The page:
Updated: Feb 25, 2020
1. Identify the business opportunity
It is very difficult for entrepreneurs to choose a business, with a multitude of options out there. To start a business an entrepreneur should have the passion and also understand the business idea as well as the skills needed to ensure the business has the best opportunity to succeed. Research at this point is crucial – competitors, pricing, the sector – is it growing or shrinking, seeking out suppliers and profit margins.
2. Create an awesome business plan
A business plan is a road map that helps you and your associates to gain a better understanding about your business and industry structure. It really will set you up for success and is vital. Research shows businesses with a live followed through business plan have 30-50% higher sales growth and 12% higher gross profit margins against those that don’t. This blueprint should include: Summary, Company Overview, Business Environment, Company Description, Company Strategy, Financial Review and Targets and the all-important Action Plan. A business plan should ideally look 3-5 years into the future. Every great business needs a great business plan.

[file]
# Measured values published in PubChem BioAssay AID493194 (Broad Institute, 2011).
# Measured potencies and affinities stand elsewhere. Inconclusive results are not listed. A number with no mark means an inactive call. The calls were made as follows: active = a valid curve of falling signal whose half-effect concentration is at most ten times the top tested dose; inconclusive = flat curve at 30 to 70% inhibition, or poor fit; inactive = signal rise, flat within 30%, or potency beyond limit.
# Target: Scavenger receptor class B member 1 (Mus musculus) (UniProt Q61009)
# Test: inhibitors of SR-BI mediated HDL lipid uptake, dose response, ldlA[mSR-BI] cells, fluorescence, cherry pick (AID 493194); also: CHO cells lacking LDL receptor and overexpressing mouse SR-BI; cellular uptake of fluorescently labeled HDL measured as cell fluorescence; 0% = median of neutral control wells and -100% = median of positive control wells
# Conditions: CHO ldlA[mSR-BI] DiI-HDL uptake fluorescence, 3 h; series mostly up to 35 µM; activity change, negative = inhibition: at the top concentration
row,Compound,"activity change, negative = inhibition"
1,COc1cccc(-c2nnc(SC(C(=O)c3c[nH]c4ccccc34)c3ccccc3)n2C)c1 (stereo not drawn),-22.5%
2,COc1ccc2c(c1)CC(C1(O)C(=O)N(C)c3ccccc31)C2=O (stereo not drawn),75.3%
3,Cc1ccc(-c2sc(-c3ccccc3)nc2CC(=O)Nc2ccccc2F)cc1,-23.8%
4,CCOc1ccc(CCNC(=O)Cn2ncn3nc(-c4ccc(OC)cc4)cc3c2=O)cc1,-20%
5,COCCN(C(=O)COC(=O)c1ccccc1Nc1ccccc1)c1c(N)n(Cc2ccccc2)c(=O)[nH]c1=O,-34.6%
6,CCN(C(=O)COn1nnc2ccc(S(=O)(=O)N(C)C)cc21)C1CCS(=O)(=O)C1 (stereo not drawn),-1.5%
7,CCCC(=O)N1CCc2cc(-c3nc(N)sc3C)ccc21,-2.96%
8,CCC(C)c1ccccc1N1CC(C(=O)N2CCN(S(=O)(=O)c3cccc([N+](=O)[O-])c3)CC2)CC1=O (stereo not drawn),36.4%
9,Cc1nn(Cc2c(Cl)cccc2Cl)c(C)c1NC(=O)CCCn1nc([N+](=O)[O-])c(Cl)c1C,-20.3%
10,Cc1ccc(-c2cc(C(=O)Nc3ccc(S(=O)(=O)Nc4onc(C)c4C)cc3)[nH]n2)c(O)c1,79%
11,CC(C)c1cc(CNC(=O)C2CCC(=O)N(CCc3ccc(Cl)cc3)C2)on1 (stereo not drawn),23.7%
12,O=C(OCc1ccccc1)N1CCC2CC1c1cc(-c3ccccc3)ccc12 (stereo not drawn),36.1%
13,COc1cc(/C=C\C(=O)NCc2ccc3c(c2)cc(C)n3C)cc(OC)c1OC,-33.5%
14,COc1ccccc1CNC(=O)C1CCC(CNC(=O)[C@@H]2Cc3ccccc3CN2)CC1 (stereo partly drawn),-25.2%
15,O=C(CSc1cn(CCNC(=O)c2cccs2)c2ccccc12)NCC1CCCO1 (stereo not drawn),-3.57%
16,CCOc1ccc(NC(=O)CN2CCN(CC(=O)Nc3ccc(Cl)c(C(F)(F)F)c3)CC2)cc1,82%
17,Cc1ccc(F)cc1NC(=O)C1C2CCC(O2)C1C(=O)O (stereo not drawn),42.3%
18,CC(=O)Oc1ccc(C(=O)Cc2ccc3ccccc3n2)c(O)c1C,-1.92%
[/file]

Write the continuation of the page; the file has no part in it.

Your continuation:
3. Start-up funds for your business
Decide if you need finance for your business. Setting up a business can be expensive. There are numerous ways to obtain start-up funds and these will be different for each individual. Start-ups such as professional services generally require less funding than a consumer product given you have to produce the product, hold stock and market your proposition – this can be expensive. Options for finance include Banks, Business Finance companies, Investors and even your family. A business plan is a great document to create to support your case. A well thought out, comprehensive plan could mean the difference between obtaining finance or not. After all it shows you are professional, know what you are doing and should prove your model can work through the numbers you have calculated.
4. Choose a business name